In the middle decades of the 20th century, Sweden was often held up as a positive anomaly, proof that it was possible to have both robust economic growth and a strong welfare state. Today, talk of the Swedish Model has faded, even as Sweden’s economy and welfare state have continued to evolve. The question we will investigate in this course is whether the Swedish Model can survive in the 21st century in the face of economic restructuring, welfare state retrenchment, a changing electorate, and pressure from the EU and beyond. This investigation will begin by looking at the historical background that allowed the Swedish Model to emerge, and then proceed to a thorough examination of the rise and fall of that welfare state, and finally analyze the future prospects of the welfare state. Along the way, students will gain familiarity with the structure, mechanics, and major players in the Swedish political system, as well as with how Swedish politics compare to both Sweden’s immediate and more distant European neighbors, the role of labor unions and other social movements, Sweden’s role in the larger international system, and with the challenges faced by Sweden in a changing world.


Instructor: Jonas Brodin
Credit: This course is typically given credit by Sociology, Political Science, and History Departments.

* This Swedish Program course is also open to SSE students, so you may share the classroom with Swedish and international students.

The past few years have seen a powerful resurgence of both nationalism and populism. The goal of this course is to understand why that resurgence is happening and what it means for the future of democratic politics. The course will trace the historical origins and theoretical underpinnings of both nationalism and populism, as well as looking at recent examples of what can happen at the intersection of populist politics and ethnic nationalism—e.g., Yugoslavia and Rwanda—before moving on to examining the current wave of nationalist populism across the globe, from Brexit and the 2016 election in the U.S. to the rise of nationalist populist leaders in countries as diverse as Hungary, India, the Philippines, and Brazil. Because the recent resurgence of nationalism and populism is almost exclusively a right-wing phenomenon, the course will give particular focus to the rise of the radical right, but will also look at contemporary left-wing populism as well as past left-wing populist movements to help shed light on the present. The course takes an explicitly multidisciplinary approach, using economic, cultural, historical, and political perspectives to explain the nationalism and populist comeback—investigating, among other things, the role of social media, the global rise in economic inequality and its underlying causes, and the slow-motion collapse of the postwar system of international governing institutions. Nationalism and populism are not new phenomena, and this course aims to help students situate them in a larger context in order to better understand their current resurgence.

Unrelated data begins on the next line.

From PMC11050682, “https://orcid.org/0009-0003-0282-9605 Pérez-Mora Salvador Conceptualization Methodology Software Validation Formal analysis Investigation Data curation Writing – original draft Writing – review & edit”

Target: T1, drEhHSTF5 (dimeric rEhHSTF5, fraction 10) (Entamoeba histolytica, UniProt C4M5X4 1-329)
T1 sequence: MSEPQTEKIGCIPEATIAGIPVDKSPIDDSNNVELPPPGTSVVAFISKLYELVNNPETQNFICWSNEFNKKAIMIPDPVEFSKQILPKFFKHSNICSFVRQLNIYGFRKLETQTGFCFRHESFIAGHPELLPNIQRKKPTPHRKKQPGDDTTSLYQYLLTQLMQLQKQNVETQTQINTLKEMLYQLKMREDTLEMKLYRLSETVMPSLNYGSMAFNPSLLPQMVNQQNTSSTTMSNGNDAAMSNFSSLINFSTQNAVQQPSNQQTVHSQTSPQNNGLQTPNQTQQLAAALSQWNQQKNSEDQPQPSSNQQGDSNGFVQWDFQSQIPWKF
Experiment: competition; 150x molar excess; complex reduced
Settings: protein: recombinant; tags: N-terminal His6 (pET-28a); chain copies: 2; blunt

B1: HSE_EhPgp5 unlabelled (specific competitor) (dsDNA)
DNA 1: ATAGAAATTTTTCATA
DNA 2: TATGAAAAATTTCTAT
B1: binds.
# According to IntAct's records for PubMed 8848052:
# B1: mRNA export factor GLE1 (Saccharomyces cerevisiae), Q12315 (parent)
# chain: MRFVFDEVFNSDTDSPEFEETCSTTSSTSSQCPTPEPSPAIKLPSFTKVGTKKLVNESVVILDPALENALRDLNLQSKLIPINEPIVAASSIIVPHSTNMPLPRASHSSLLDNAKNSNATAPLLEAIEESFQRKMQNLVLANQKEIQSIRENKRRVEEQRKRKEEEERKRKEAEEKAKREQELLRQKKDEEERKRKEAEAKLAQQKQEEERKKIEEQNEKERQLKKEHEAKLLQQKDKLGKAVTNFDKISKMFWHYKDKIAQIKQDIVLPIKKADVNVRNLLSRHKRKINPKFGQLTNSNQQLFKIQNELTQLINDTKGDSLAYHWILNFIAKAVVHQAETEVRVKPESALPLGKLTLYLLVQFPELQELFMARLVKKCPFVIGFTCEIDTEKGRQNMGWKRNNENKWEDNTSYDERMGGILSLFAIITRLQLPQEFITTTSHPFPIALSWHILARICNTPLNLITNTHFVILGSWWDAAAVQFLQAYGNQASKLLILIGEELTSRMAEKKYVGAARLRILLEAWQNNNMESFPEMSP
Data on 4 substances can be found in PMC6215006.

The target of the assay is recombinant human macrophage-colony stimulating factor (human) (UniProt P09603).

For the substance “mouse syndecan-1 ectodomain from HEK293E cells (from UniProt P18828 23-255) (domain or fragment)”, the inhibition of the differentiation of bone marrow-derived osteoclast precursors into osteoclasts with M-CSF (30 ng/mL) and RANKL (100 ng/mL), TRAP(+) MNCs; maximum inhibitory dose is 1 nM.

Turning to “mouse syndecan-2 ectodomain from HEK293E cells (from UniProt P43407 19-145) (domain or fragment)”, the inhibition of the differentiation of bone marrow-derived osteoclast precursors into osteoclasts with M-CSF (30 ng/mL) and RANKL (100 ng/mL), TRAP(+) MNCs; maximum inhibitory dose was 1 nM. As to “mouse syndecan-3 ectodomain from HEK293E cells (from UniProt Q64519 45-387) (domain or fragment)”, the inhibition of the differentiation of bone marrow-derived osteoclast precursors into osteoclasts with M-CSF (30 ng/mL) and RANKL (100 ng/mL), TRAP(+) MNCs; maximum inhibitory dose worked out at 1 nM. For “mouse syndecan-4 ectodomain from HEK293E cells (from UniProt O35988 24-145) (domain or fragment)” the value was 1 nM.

Instructor: Jonas Brodin
Credit: This course is typically given credit by International Relations, Political Science, and History Departments.

Sustainable development, as set out by the UN’s Sustainable Development Goals, broadened the understanding of companies’ roles and social responsibilities. The role of business in society will be examined focusing on the interdependence between policy makers, civil society, and business. Meeting the UN’s Sustainable Developmental Goals requires understanding the intersection of environmental sustainability, social sustainability, and economic sustainability. By integrating sustainability into core business strategies, organizations can simultaneously create social and corporate value on a sustainable basis—they can create what has been dubbed “shared value” to business and society.


Instructors: Örjan Sjöberg & Susanne Sweet
Credit: This course is typically given credit by Sociology and Political Science Departments.
Prerequisite: One course in Sociology.
Enrollment Limit: Limited to the first five Swedish Program students who register. Interested students are encouraged to apply early.

** This is a Direct Enrollment course offered by SSE. Students may register for only one direct enrollment course per semester. Click here to learn more.